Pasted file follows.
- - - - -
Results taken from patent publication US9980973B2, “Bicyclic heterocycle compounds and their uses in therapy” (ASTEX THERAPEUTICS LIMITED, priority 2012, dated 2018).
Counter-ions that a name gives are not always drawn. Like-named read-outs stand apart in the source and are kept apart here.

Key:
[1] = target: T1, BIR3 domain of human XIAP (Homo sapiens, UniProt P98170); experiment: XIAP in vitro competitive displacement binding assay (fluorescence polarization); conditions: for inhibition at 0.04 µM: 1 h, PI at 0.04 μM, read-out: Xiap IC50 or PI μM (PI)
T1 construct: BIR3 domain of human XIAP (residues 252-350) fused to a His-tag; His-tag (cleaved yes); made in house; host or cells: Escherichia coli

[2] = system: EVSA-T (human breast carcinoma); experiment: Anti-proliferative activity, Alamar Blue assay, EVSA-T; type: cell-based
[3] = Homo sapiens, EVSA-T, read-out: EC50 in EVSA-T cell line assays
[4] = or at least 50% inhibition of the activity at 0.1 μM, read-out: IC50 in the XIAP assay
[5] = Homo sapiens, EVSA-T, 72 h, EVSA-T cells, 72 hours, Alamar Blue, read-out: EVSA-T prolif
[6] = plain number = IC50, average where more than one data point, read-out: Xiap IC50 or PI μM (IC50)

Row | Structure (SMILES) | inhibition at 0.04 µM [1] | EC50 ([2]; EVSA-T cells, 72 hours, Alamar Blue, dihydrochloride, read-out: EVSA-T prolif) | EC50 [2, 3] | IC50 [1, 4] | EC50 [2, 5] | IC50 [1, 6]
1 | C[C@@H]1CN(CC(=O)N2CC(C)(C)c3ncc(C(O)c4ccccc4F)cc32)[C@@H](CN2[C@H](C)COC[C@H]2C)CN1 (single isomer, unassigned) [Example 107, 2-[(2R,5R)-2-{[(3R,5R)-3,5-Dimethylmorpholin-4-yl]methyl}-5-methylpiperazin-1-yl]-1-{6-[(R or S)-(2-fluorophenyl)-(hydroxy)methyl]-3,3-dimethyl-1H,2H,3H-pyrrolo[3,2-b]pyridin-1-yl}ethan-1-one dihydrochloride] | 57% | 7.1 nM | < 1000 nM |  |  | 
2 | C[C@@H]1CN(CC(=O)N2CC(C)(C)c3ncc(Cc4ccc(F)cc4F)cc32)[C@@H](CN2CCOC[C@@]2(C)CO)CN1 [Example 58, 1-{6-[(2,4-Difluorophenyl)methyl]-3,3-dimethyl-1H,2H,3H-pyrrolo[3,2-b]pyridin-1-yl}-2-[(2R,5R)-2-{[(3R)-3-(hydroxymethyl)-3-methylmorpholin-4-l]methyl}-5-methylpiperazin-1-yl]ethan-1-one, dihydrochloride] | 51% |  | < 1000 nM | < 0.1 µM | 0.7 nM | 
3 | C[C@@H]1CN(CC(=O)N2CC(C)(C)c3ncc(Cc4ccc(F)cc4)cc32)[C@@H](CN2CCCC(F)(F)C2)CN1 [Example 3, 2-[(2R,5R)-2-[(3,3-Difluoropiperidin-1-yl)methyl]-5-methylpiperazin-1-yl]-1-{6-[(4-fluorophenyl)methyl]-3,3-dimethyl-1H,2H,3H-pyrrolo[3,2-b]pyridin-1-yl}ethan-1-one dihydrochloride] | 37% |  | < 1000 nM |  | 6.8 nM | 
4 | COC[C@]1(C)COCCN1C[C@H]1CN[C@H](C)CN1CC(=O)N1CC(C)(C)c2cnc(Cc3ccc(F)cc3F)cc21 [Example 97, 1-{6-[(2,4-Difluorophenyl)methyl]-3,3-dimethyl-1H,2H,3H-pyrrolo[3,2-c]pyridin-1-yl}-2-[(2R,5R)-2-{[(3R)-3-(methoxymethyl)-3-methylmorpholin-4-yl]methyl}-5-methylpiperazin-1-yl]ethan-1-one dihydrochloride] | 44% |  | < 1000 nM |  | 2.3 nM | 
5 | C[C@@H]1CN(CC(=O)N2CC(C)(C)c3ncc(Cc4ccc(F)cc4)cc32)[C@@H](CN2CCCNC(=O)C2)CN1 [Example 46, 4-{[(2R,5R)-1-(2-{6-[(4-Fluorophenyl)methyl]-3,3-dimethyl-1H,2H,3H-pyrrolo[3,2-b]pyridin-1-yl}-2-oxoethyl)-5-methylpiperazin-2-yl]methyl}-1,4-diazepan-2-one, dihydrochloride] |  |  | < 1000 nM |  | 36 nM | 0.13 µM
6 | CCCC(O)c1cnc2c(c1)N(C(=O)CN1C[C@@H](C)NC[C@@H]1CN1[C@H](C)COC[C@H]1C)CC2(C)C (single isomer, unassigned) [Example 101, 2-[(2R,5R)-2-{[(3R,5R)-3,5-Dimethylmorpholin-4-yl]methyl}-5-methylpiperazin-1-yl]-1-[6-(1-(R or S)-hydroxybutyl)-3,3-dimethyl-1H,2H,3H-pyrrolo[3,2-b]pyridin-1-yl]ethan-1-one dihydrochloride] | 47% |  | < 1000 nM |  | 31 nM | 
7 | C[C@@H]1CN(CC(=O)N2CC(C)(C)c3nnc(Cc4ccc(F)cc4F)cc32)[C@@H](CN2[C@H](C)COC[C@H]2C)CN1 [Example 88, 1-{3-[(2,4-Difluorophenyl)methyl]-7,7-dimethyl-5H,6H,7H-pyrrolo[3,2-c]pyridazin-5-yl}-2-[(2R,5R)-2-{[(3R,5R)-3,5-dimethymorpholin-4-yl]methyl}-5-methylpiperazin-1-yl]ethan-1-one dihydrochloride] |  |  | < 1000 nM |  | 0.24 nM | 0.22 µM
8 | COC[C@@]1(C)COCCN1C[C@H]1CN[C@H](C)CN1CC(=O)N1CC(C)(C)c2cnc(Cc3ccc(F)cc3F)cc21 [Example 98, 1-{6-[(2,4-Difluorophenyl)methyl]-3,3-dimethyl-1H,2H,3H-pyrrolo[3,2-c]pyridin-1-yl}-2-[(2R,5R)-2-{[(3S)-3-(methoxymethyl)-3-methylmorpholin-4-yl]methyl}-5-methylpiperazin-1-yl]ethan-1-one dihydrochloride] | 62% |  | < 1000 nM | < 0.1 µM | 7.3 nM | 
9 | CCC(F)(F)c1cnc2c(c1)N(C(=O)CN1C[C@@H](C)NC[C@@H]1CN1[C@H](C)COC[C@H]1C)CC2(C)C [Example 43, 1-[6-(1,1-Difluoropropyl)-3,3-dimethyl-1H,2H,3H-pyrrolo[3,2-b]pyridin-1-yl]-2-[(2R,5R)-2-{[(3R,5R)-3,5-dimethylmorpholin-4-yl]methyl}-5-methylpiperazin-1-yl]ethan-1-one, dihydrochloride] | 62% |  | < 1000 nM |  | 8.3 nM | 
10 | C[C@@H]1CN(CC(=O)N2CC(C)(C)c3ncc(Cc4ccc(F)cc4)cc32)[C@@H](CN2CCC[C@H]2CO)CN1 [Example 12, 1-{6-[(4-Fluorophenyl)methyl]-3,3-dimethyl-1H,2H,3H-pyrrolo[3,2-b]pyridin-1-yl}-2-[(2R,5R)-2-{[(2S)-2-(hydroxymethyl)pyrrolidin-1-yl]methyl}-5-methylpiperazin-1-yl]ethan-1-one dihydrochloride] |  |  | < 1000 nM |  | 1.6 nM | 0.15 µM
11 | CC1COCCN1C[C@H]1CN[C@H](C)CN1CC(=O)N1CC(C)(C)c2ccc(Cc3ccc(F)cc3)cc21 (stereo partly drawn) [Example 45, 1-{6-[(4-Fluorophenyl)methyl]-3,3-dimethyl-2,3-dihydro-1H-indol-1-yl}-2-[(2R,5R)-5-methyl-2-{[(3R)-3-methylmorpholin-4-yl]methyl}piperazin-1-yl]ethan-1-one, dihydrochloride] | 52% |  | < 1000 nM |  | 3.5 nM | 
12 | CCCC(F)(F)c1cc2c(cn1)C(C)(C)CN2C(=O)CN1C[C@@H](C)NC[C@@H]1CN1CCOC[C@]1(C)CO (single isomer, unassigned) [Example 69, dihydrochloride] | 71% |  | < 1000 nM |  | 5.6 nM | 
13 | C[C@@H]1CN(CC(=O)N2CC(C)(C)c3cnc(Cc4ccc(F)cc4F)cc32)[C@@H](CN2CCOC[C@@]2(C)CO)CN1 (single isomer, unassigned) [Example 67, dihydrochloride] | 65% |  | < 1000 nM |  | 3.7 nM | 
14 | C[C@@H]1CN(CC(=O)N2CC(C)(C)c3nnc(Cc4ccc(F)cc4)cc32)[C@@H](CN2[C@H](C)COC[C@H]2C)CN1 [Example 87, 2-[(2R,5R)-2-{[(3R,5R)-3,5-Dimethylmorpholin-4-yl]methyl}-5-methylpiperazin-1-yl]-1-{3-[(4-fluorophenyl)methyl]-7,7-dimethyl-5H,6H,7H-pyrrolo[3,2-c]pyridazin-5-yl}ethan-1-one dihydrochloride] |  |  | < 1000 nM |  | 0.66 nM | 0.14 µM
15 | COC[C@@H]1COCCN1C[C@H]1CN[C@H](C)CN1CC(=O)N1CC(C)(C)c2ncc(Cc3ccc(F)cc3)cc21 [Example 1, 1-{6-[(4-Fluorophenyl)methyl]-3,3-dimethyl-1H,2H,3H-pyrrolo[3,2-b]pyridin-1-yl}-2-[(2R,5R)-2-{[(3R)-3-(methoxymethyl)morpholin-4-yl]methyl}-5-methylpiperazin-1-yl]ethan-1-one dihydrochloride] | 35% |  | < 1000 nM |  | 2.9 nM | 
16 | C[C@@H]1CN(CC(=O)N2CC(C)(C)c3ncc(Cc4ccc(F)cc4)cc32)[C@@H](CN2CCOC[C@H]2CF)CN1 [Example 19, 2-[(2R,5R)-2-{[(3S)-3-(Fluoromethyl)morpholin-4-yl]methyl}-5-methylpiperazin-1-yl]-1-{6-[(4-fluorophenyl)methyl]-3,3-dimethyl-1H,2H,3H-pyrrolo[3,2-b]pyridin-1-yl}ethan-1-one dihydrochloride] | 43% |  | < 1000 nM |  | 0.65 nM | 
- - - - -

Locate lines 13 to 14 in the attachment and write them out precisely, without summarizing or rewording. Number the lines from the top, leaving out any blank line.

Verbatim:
2 | C[C@@H]1CN(CC(=O)N2CC(C)(C)c3ncc(Cc4ccc(F)cc4F)cc32)[C@@H](CN2CCOC[C@@]2(C)CO)CN1 [Example 58, 1-{6-[(2,4-Difluorophenyl)methyl]-3,3-dimethyl-1H,2H,3H-pyrrolo[3,2-b]pyridin-1-yl}-2-[(2R,5R)-2-{[(3R)-3-(hydroxymethyl)-3-methylmorpholin-4-l]methyl}-5-methylpiperazin-1-yl]ethan-1-one, dihydrochloride] | 51% |  | < 1000 nM | < 0.1 µM | 0.7 nM | 
3 | C[C@@H]1CN(CC(=O)N2CC(C)(C)c3ncc(Cc4ccc(F)cc4)cc32)[C@@H](CN2CCCC(F)(F)C2)CN1 [Example 3, 2-[(2R,5R)-2-[(3,3-Difluoropiperidin-1-yl)methyl]-5-methylpiperazin-1-yl]-1-{6-[(4-fluorophenyl)methyl]-3,3-dimethyl-1H,2H,3H-pyrrolo[3,2-b]pyridin-1-yl}ethan-1-one dihydrochloride] | 37% |  | < 1000 nM |  | 6.8 nM | 